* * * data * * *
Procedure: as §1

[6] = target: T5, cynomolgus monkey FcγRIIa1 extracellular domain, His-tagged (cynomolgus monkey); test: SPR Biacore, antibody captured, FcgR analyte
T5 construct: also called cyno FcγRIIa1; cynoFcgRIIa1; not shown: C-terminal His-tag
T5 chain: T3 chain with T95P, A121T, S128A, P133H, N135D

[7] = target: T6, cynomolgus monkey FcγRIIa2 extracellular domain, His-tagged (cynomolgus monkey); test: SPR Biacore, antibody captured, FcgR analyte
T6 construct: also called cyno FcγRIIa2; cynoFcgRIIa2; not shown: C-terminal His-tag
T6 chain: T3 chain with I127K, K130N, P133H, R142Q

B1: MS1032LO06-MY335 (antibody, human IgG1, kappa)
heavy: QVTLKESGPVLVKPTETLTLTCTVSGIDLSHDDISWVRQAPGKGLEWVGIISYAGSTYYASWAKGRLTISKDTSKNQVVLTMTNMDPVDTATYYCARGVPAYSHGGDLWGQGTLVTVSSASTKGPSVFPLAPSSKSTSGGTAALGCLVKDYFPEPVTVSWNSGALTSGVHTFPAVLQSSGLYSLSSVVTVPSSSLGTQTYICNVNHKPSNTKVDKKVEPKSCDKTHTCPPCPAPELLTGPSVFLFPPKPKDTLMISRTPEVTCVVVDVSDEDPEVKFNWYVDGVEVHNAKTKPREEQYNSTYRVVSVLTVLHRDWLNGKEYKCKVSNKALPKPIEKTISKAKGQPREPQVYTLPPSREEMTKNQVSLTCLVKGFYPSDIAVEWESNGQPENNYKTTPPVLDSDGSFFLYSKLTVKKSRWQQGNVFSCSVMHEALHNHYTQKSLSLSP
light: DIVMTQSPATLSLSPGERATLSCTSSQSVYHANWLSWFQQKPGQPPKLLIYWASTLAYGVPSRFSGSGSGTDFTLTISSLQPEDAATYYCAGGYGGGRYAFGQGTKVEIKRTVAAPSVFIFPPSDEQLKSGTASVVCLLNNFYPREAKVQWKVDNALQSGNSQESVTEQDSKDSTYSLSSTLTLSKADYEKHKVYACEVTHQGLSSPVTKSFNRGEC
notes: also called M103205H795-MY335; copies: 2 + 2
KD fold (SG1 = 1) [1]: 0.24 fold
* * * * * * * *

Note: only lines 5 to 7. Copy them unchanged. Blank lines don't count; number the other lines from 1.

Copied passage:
[7] = target: T6, cynomolgus monkey FcγRIIa2 extracellular domain, His-tagged (cynomolgus monkey); test: SPR Biacore, antibody captured, FcgR analyte
T6 construct: also called cyno FcγRIIa2; cynoFcgRIIa2; not shown: C-terminal His-tag
T6 chain: T3 chain with I127K, K130N, P133H, R142Q